Despite being highly productive, Kashmir’s walnut is struggling to survive due to the intrusion of Californian walnut breeds into Indian markets which has diminished the value of Kashmir valley’s native walnut production.
At one point, Kashmir was ranked as the second-largest producer of walnuts in the world but walnuts from California, China (the world’s largest producer), Chile, the Netherlands, and Turkey are currently flooding the Indian market.
The Kashmiri walnut business has been severely affected by the lack of scientific intervention and intense competition from cheap imported varieties, leading growers to look for alternate crops like apple orchards to earn their livelihood. Another reason which made walnut growers of Kashmir worried is climate change, population expansion, and the imposition of GST and VAT.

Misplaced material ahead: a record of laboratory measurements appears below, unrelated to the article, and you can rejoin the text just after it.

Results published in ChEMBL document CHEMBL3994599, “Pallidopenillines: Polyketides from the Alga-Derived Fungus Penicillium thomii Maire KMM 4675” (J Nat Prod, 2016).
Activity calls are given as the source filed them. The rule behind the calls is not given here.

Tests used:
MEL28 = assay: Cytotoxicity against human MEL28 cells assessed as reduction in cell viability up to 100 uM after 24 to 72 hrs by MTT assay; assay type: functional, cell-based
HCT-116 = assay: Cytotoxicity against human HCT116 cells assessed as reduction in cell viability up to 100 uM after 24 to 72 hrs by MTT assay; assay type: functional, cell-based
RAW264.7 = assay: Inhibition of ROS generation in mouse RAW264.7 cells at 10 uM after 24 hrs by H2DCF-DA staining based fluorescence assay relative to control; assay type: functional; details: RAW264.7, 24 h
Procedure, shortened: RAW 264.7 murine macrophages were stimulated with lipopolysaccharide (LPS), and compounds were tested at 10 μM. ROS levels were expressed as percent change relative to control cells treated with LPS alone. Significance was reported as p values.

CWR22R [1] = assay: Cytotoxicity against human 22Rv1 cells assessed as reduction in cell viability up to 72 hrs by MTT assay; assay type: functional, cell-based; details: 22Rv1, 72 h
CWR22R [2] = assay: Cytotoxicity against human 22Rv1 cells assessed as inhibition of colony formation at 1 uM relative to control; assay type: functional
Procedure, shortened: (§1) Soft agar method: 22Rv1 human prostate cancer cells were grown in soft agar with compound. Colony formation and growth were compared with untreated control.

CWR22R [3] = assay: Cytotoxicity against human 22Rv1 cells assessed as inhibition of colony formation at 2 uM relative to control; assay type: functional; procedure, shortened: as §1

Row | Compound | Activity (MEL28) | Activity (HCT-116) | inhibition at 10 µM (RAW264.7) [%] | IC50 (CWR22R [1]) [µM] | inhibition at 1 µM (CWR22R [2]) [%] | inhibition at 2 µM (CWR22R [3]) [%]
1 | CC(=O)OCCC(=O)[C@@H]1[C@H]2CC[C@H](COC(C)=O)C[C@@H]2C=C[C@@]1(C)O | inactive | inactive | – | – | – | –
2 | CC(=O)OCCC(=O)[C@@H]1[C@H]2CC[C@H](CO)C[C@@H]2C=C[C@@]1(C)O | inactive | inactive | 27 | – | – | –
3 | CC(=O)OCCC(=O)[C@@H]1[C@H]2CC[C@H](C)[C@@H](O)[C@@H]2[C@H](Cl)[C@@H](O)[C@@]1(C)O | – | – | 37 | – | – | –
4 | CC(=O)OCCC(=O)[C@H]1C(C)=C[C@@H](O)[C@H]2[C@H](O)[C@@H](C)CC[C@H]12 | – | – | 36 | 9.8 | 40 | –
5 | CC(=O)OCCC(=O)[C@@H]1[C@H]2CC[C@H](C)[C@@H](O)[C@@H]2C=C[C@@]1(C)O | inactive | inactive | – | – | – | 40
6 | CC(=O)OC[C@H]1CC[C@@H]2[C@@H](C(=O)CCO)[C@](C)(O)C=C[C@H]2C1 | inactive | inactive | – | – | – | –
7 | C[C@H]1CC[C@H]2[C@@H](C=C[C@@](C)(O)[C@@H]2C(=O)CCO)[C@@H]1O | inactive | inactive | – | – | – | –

Kashmir’s walnut industry has suffered in past years. Growers directly associated with the organic crop lamented that both rates as well as the market have shrunk. Once famed for their rich ingredients and creamy taste, Kashmiri walnuts are being sold at throw-away prices by the farmers
As per official data, India produced 2.82 lakh tons of walnuts in 2021-22 with J&K accounting for around 92 per cent of the produce. Anantnag and Kupwara are the leading producers of walnuts in Kashmir. Walnut cultivation continues to shrink steadily from 47,004 hectares in 2017-18, 46,118 hectares in 2018-2019, 46,175 hectares in 2019-2020, 46,134 hectares in 2020-2021 and 46,197 hectares in 2021-2022.
Director Horticulture Ghulam Rasool Mir said that 13 nurseries of high density walnut trees will be established this year in Kashmir. “We are also creating a mass awareness to raise the export figure,” he said.
President dry-fruit growers association Kashmir, Bahadur Khan told The Dispatch that imposition of Goods and Services Tax/ VAT has taken a serious toll on walnut import in Kashmir.